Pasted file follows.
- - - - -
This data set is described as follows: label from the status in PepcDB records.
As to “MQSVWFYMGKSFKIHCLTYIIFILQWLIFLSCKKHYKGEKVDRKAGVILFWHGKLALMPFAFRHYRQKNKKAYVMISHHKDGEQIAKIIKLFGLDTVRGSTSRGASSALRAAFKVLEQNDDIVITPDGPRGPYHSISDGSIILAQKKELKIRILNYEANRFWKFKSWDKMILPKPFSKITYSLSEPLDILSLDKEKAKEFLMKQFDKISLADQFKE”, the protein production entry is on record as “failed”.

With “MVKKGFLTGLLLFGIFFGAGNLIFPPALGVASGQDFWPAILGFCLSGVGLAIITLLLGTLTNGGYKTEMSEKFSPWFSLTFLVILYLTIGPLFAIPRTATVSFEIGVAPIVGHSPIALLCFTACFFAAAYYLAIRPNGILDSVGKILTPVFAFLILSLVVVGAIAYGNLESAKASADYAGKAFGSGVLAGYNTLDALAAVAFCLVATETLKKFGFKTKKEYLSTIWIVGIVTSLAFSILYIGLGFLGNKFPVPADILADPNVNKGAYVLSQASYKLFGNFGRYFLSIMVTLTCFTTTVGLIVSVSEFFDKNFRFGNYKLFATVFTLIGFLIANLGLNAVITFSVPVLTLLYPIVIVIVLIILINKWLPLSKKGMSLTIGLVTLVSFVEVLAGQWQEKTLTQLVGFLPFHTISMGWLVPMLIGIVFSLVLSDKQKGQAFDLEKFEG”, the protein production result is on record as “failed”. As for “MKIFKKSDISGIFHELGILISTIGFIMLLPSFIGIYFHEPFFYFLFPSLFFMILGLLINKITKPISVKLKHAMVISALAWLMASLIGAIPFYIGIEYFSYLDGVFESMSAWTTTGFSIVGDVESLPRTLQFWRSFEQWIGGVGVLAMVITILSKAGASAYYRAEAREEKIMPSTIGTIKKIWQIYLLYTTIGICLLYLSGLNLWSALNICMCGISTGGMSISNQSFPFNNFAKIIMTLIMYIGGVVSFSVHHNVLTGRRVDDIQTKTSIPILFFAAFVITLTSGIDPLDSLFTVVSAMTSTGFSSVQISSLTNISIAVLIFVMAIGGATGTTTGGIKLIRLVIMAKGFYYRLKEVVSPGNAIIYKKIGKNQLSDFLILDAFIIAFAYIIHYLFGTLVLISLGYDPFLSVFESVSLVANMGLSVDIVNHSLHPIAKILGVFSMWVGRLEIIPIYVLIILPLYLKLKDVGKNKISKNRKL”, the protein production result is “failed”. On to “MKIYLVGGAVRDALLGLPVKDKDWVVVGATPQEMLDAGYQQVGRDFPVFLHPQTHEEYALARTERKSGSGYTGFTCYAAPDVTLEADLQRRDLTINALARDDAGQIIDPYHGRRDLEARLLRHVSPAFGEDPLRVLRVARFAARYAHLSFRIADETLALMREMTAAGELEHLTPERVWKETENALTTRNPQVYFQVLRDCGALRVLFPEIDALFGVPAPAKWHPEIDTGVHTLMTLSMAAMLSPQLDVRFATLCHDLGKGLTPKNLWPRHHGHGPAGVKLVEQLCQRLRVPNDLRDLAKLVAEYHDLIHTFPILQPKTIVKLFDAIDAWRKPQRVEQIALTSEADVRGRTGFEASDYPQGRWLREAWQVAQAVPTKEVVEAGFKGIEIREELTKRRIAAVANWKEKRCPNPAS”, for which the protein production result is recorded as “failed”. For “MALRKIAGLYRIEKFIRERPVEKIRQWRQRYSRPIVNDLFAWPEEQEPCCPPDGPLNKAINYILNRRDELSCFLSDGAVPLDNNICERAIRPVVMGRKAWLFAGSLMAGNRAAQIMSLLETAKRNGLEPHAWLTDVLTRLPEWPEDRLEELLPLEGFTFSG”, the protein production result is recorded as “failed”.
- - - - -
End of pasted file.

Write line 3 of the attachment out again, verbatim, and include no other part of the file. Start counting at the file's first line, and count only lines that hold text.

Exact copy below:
With “MVKKGFLTGLLLFGIFFGAGNLIFPPALGVASGQDFWPAILGFCLSGVGLAIITLLLGTLTNGGYKTEMSEKFSPWFSLTFLVILYLTIGPLFAIPRTATVSFEIGVAPIVGHSPIALLCFTACFFAAAYYLAIRPNGILDSVGKILTPVFAFLILSLVVVGAIAYGNLESAKASADYAGKAFGSGVLAGYNTLDALAAVAFCLVATETLKKFGFKTKKEYLSTIWIVGIVTSLAFSILYIGLGFLGNKFPVPADILADPNVNKGAYVLSQASYKLFGNFGRYFLSIMVTLTCFTTTVGLIVSVSEFFDKNFRFGNYKLFATVFTLIGFLIANLGLNAVITFSVPVLTLLYPIVIVIVLIILINKWLPLSKKGMSLTIGLVTLVSFVEVLAGQWQEKTLTQLVGFLPFHTISMGWLVPMLIGIVFSLVLSDKQKGQAFDLEKFEG”, the protein production result is on record as “failed”. As for “MKIFKKSDISGIFHELGILISTIGFIMLLPSFIGIYFHEPFFYFLFPSLFFMILGLLINKITKPISVKLKHAMVISALAWLMASLIGAIPFYIGIEYFSYLDGVFESMSAWTTTGFSIVGDVESLPRTLQFWRSFEQWIGGVGVLAMVITILSKAGASAYYRAEAREEKIMPSTIGTIKKIWQIYLLYTTIGICLLYLSGLNLWSALNICMCGISTGGMSISNQSFPFNNFAKIIMTLIMYIGGVVSFSVHHNVLTGRRVDDIQTKTSIPILFFAAFVITLTSGIDPLDSLFTVVSAMTSTGFSSVQISSLTNISIAVLIFVMAIGGATGTTTGGIKLIRLVIMAKGFYYRLKEVVSPGNAIIYKKIGKNQLSDFLILDAFIIAFAYIIHYLFGTLVLISLGYDPFLSVFESVSLVANMGLSVDIVNHSLHPIAKILGVFSMWVGRLEIIPIYVLIILPLYLKLKDVGKNKISKNRKL”, the protein production result is “failed”. On to “MKIYLVGGAVRDALLGLPVKDKDWVVVGATPQEMLDAGYQQVGRDFPVFLHPQTHEEYALARTERKSGSGYTGFTCYAAPDVTLEADLQRRDLTINALARDDAGQIIDPYHGRRDLEARLLRHVSPAFGEDPLRVLRVARFAARYAHLSFRIADETLALMREMTAAGELEHLTPERVWKETENALTTRNPQVYFQVLRDCGALRVLFPEIDALFGVPAPAKWHPEIDTGVHTLMTLSMAAMLSPQLDVRFATLCHDLGKGLTPKNLWPRHHGHGPAGVKLVEQLCQRLRVPNDLRDLAKLVAEYHDLIHTFPILQPKTIVKLFDAIDAWRKPQRVEQIALTSEADVRGRTGFEASDYPQGRWLREAWQVAQAVPTKEVVEAGFKGIEIREELTKRRIAAVANWKEKRCPNPAS”, for which the protein production result is recorded as “failed”. For “MALRKIAGLYRIEKFIRERPVEKIRQWRQRYSRPIVNDLFAWPEEQEPCCPPDGPLNKAINYILNRRDELSCFLSDGAVPLDNNICERAIRPVVMGRKAWLFAGSLMAGNRAAQIMSLLETAKRNGLEPHAWLTDVLTRLPEWPEDRLEELLPLEGFTFSG”, the protein production result is recorded as “failed”.